271 F2d 122 National Labor Relations Board v. Wheland Company

271 F.2d 122

NATIONAL LABOR RELATIONS BOARD, Petitioner,
v.
WHELAND COMPANY, and Local No. 176, Allied Industrial
Workers of America, AFL-CIO, Respondent.

No. 13792.

United States Court of Appeals Sixth Circuit.

Oct. 29, 1959.

Hans J. Lehmann, Washington, D.C., Jerome D. Fenton, Thomas J. McDermott, Marcel Mallet-Prevost and Arnold Ordman, Washington, D.C., on the brief, for petitioner N.L.R.B.

Frank A. Constangy, Atlanta, Ga., Constangy & Prowell, Atlanta, Ga., Witt, Gaither, Abernathy, Caldwell & Wilson, Chattanooga, Tenn., on the brief, for respondent.

Hugh Hafer, Milwaukee, Wis., David Previant, Milwaukee, Wis., of counsel, David Leo Uelmen, Goldberg, Previant & Cooper, Milwaukee, Wis., on the brief, for intervenor.

Before MARTIN, MILLER and WEICK, Circuit Judges.

PER CURIAM.

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1

The National Labor Relations Board seeks enforcement of its order of May 7, 1958.

2

Prior to the events herein involved, the respondent operated at two locations in Chattanooga, Tennessee. At one location it operated a Manufacturing Division. The majority of the employees in the Manufacturing Division were represented by the International Association of Machinists, AFL-CIO, herein called IAM, and a residual unit was represented by United Steelworkers of America, AFL-CIO, herein called Steelworkers. At the other location, Signal Mountain Road, it operated an Ordnance Division. The employees in the Ordnance Division, approximately 213 in number, were represented by Local 176, Allied Industrial Workers of America, AFL-CIO, herein referred to as Allied.

3

On August 31, 1956, respondent decided, on account of existing business conditions, to abolish the Ordnance and Manufacturing Divisions and consolidate their operations in a new Wheland Products Division to be located at the Signal Mountain Road plant. Shortly thereafter, the unions and the employees were so advised. At a meeting held on September 5, respondent stated to representatives of IAM and the Steelworkers that it would seek a Board election as a means of determining the representative of the new unit.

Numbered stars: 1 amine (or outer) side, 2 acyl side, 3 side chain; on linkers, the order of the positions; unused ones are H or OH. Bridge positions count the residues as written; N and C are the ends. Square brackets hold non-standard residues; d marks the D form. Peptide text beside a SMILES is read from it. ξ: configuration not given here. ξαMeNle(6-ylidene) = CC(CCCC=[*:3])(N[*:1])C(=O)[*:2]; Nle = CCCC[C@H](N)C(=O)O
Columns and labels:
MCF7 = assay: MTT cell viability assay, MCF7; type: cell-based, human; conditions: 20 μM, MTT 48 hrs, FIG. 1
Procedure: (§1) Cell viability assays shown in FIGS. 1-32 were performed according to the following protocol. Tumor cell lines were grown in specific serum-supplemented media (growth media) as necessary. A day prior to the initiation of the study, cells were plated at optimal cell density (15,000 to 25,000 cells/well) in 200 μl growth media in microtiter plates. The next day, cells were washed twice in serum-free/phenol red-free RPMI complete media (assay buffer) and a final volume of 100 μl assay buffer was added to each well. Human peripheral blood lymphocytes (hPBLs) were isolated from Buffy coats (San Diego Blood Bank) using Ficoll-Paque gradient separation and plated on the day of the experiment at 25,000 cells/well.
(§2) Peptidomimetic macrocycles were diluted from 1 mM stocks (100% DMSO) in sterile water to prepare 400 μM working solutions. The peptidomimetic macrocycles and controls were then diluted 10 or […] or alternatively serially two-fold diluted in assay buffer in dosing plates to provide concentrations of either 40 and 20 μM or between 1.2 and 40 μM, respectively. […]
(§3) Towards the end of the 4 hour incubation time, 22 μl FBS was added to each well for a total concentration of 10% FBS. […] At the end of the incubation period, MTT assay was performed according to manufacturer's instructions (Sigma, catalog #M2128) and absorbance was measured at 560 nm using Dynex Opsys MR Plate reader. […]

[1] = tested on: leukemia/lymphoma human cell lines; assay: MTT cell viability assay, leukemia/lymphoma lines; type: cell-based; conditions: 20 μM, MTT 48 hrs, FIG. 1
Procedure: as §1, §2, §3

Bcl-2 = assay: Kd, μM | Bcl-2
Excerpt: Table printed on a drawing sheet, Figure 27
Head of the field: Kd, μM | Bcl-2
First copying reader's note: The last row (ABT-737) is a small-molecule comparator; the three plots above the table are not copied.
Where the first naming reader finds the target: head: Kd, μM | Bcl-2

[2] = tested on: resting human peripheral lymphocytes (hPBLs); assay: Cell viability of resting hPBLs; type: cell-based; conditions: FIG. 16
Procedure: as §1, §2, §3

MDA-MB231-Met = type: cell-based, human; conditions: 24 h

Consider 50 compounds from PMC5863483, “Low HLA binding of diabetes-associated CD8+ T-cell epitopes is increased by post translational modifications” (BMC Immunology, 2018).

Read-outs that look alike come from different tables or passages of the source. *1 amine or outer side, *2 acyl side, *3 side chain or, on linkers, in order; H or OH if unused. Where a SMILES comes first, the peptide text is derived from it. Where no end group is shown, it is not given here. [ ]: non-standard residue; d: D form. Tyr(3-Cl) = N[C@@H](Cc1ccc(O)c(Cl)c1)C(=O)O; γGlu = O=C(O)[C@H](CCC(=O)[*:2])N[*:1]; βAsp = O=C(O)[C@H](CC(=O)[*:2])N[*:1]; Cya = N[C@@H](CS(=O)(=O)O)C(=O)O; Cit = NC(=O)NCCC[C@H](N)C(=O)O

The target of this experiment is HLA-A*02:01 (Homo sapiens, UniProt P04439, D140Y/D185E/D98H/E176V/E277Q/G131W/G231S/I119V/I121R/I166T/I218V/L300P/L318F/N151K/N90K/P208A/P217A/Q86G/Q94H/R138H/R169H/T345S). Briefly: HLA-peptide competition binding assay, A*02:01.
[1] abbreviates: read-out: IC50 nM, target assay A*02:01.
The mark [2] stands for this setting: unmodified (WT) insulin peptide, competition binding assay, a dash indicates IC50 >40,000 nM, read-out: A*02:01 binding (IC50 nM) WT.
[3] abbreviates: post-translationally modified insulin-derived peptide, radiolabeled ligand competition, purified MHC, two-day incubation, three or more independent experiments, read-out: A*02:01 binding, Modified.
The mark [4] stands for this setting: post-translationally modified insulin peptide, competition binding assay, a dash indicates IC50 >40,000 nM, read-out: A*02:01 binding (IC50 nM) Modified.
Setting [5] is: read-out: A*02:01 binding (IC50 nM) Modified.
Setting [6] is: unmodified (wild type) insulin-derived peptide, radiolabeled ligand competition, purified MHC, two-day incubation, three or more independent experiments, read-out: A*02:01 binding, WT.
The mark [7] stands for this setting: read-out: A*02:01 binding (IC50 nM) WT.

4

At a bargaining meeting held on September 10, respondent advised Allied that it could not negotiate with Allied as the representative of the employees in the Wheland Products Division, because those employees had not yet selected a bargaining representative. Respondent also rejected Allied's demand that it be recognized on the ground that the new division was merely the result of an accretion to the ordnance plant in which it already represented the employees.

5

On September 13, Allied submitted to respondent 206 mewly signed authorization cards of employees who were formerly employed in the Ordnance Division. This was a majority of the 335 employees in the new Wheland Products Division. No cards were either solicited or received from employees who came or were to come from the Manufacturing Division. The validity of the cards was carefully checked by respondent and no contention is made in this proceeding that they were not valid authorizations by the 206 employees who signed them. On the basis of these signed cards, respondent recognized Allied as exclusive representative of the Wheland Products Division employees, and on September 18, entered into an interim working agreement with Allied.

6

On September 28, IAM filed a petition with the Board asking for an election in a unit comprising all the employees in the new division.

7

The formal contract between the parties was executed on January 3, 1957. Prior to the execution of this contract, respondent agreed orally with Allied to establish a new seniority roster for all the employees of the new division, the validity of which is one of the issues herein involved.

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8